1861 – John Joseph Carty was born at Cambridge, MA, on the 14th of April.
1879 – Carty entered the service of the Bell Telephone Co, when the telephone had just been invented. His first work was in Boston, MA. He received a job as operator in the Boston exchange, at five dollars a week.
1881 – Carty had demonstrated the advantage of two-wire telephone circuits, and subsequently acquired two dozen telephone patents.
1887 – Carty took charge of the cable department of the Western Electric Co. in the East, with headquarters in New York City.
1889 – Carty entered the service of the Metropolitan Telephone and Telegraph Co. (then New York Telephone Co.), for the purpose of organizing all the technical departments, building up its technical staff, and reconstructing the entire plant of the company -converting it from grounded circuits, overhead and series switchboards to metallic circuits placed underground and to bridging switchboards.
– Carty made an exhaustive investigation into the nature of the disturbances to which telephone lines are subjected, and gave the first public account of his work in a paper entitled, "A New View of Telephone Induction," read before the Electric Club of New York city on the 21st of November.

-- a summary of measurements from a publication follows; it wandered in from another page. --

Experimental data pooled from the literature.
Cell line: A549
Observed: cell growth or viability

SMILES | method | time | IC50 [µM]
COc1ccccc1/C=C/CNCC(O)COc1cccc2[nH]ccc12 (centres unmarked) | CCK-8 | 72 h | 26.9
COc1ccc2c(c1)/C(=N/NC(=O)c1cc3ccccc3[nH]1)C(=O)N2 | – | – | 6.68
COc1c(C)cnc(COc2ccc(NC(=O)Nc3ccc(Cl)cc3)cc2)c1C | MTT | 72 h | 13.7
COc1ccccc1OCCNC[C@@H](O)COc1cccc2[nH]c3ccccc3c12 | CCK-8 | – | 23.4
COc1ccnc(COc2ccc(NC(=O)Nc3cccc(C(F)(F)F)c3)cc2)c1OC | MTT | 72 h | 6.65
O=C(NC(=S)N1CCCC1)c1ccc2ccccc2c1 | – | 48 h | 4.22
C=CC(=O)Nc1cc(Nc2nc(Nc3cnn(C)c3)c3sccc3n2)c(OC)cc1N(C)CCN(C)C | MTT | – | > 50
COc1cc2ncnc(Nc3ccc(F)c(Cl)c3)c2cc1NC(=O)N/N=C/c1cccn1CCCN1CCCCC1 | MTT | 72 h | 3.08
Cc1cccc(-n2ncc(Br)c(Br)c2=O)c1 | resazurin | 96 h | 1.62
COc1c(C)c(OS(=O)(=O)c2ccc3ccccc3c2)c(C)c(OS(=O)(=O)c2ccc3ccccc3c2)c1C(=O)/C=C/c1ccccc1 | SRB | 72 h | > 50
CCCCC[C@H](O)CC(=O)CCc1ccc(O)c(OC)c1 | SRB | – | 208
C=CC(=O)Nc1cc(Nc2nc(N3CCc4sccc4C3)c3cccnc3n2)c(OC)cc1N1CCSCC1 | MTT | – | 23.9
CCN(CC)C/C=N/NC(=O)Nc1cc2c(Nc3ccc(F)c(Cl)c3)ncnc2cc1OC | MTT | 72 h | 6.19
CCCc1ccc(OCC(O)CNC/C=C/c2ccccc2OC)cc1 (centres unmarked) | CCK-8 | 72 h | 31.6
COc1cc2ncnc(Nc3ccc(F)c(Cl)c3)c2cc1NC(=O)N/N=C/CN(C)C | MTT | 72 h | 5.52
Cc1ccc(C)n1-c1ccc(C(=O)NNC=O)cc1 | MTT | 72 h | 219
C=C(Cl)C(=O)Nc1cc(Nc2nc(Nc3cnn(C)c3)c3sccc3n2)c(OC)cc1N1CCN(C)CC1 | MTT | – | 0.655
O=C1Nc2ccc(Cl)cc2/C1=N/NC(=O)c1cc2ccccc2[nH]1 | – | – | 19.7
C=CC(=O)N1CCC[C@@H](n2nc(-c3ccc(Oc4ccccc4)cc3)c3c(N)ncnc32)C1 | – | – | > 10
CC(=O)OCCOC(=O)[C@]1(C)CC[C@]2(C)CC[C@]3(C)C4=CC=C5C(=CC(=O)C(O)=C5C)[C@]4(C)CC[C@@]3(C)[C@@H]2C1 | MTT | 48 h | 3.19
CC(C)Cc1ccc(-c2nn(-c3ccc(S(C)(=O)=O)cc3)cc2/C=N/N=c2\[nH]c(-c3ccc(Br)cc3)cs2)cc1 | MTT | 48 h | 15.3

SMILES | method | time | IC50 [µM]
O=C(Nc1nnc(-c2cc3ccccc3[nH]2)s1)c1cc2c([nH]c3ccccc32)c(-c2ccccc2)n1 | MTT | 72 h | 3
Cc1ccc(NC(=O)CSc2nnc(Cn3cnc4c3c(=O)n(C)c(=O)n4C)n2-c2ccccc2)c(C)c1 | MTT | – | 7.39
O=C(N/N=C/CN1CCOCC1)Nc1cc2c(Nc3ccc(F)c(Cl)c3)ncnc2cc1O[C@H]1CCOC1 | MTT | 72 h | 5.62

1891 – In March, Carty made additional contributions to the knowledge of this subject in a paper before the American Institute of Electrical Engineers.
1909 – On a visit to the West Coast, Mr. Carty made a promise: that transcontinental telephone service would be available in time for the opening of the Panama Canal.
– He was a member of the Society for the Promotion of Engineering Education, the Society for the Promotion of Industrial Education, the American Institute of Electrical Engineers, the New York Electrical Society, and the Society of Arts.
1916-1928 – He received many honors throughout his life, among them the Franklin Medal, the Edison Medal of the American Institute of Electrical Engineers, and the John Fritz Medal.
1932 – John Joseph Carty died on the 27th of December.